A previously reported cell-free in vitro system derived from frog eggs8 has been widely used to study the mechanisms underlying repair of ICLs induced by other agents, including the anticancer drug cisplatin9. This system allows DNA molecules that contain a single, site-specific DNA lesion to be analysed. In the case of cisplatin-induced ICLs, the cell-free system revealed a sophisticated repair mechanism that depends on FANC proteins9,10. This mode of repair requires DNA replication and cuts DNA strands to ‘unhook’ and remove the ICL (Fig. 1).

In their work, Hodskinson et al. undertook the enormous challenge of synthesizing a DNA molecule containing a single, site-specific acetaldehyde ICL, and then investigated how the lesion is repaired in the cell-free system. They found that this repair process requires an active FA pathway (a mechanism that involves FANC proteins). This is consistent with genetic evidence that FANC proteins are required in the two-tier system that protects against acetaldehyde damage. However, the authors unexpectedly discovered that about half of the crosslinks are fixed by a second, faster mechanism. Further investigation revealed that this second route also involves DNA replication, but is independent of the FA pathway.

Surprisingly, in the fast repair route, no cuts are made to the DNA strands; instead, the ICL is probably cut within the crosslink. This mode of repair results in the reversion of the crosslink to an undamaged base on one of the DNA strands, but leaves an adduct on the other strand (Fig. 1), which specialized DNA-replication enzymes can bypass to complete repair. This mechanism is reminiscent of the one that fixes ICLs generated by the drug psoralen11, but involves different enzymes. By avoiding DNA breaks — which are associated with genomic rearrangements, one of the hallmarks of cancer and ageing — the fast repair mechanism has an important advantage over the FA pathway. Taken together, Hodskinson and colleagues’ findings provide a holistic glimpse of how acetaldehyde-derived crosslinks are cleared from DNA, and support the idea that these lesions contribute to FA.

The authors do not identify a protein that cleaves the crosslinks in the newly described repair route. One can therefore only speculate as to whether cleavage occurs spontaneously as a consequence of mechanical forces generated during replication as the DNA unwinds, or is the result of enzymatic activity. If it is indeed an enzymatic process, identifying the components of the pathway will be a challenge, but could open up opportunities for therapies: stimulation of the pathway might alleviate the symptoms of FA, or reduce the incidence of alcohol-derived cancers.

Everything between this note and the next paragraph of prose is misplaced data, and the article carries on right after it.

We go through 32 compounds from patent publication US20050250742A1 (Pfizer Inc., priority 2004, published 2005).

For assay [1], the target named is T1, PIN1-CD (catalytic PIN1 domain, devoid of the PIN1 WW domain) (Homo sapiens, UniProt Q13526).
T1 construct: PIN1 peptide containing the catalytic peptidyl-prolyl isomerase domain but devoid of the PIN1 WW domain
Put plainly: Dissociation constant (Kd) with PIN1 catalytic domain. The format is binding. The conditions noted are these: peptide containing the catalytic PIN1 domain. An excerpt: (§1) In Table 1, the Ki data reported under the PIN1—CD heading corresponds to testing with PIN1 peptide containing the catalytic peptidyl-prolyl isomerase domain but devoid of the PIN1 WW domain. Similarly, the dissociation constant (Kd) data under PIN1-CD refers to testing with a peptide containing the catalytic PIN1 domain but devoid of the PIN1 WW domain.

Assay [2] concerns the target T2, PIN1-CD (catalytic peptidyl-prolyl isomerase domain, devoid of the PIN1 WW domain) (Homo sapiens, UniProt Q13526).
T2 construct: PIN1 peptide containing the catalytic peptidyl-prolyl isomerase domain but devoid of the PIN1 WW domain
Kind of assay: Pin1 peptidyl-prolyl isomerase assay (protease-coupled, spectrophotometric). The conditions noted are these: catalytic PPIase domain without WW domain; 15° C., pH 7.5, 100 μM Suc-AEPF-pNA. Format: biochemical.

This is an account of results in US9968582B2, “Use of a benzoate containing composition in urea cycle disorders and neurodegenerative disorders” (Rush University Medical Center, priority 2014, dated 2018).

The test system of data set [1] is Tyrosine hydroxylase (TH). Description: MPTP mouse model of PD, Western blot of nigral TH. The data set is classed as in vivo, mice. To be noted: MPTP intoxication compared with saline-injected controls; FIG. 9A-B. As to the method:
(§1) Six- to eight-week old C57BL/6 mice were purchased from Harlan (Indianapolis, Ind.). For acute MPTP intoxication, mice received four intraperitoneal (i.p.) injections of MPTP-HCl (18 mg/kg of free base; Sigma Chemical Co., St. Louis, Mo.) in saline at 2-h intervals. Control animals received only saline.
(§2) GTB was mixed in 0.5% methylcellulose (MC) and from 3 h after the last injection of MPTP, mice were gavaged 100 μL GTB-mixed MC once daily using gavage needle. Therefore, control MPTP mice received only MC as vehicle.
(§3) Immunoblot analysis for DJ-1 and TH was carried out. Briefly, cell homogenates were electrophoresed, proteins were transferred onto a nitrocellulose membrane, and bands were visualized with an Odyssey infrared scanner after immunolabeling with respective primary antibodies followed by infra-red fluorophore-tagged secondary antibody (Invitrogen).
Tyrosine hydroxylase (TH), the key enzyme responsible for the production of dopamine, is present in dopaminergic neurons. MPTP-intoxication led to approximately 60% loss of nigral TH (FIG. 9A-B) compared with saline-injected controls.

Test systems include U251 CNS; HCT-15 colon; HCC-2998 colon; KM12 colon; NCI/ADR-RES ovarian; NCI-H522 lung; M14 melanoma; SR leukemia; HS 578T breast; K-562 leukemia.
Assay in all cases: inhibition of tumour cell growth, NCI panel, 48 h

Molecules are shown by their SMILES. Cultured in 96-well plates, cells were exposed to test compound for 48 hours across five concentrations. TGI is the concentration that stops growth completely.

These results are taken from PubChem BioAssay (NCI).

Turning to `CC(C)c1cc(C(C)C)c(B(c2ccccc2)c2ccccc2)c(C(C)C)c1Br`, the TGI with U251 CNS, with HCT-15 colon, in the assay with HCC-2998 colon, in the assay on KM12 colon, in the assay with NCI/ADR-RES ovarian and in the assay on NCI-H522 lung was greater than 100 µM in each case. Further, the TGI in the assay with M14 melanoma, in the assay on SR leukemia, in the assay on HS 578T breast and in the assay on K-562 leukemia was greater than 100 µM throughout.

The identification of the protein(s) involved in the crosslink cleavage would also allow in vivo experiments to test whether impairment of the alternative repair route increases acetaldehyde toxicity, especially under conditions in which this molecule is not detoxified by metabolism. Furthermore, mutations in the genes encoding proteins involved in this pathway might reveal the existence of a new group of people who have an FA-like disorder. In the meantime, Hodskinson and colleagues’ study underlines the need to develop better assays to study ICLs and other types of DNA damage in cells. By studying the repair of specific DNA lesions induced by compounds such as acetaldehyde, or other mutagens that arise in the body, we are likely to uncover other cellular defence mechanisms against cytotoxic DNA damage.

Nature 579, 499-500 (2020)

doi: 10.1038/d41586-020-00462-1


  1. 1.

    Wang, M. et al. Chem. Res. Toxicol. 13, 1149–1157 (2000).

  2. 2.

    Hodskinson, M. R. et al. Nature 579, 603–608 (2020).

  3. 3.

    Fiesco-Roa, M. O., Giri, N., McReynolds, L. J., Best, A. F. & Alter, B. P. Blood Rev. 37, 100589 (2019).

  4. 4.

    Sasaki, M. S. & Tonomura, A. Cancer Res. 33, 1829–1836 (1973).

  5. 5.

    Langevin, F., Crossan, G. P., Rosado, I. V., Arends, M. J. & Patel, K. J. Nature 475, 53–58 (2011).

  6. 6.

    Chang, J. S., Hsiao, J.-R. & Chen, C.-H. J. Biomed. Sci. 24, 19 (2017).

  7. 7.

    Hira, A. et al. Blood 122, 3206–3209 (2013)

  8. 8.

    Walter, J., Sun, L. & Newport, J. Mol. Cell 1, 519–529 (1998).

  9. 9.

    Räschle, M. et al. Cell 134, 969–980 (2008).

  10. 10.

    Knipscheer, P. et al. Science 326, 1698–1701 (2009).

  11. 11.

    Semlow, D. R., Zhang, J., Budzowska, M., Drohat, A. C. & Walter, J. C. Cell 167, 498–511 (2016).

Download references

Nature Briefing

An essential round-up of science news, opinion and analysis, delivered to your inbox every weekday.